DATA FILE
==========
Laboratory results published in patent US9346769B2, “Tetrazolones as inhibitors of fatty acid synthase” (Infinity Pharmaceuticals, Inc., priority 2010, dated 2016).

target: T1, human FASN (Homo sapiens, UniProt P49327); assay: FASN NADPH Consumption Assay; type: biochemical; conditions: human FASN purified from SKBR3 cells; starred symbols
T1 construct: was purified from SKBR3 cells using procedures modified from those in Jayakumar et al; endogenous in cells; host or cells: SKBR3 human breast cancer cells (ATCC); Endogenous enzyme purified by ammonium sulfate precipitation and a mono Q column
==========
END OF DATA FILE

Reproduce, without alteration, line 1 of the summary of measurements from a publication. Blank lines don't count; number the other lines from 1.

Laboratory results published in patent US9346769B2, “Tetrazolones as inhibitors of fatty acid synthase” (Infinity Pharmaceuticals, Inc., priority 2010, dated 2016).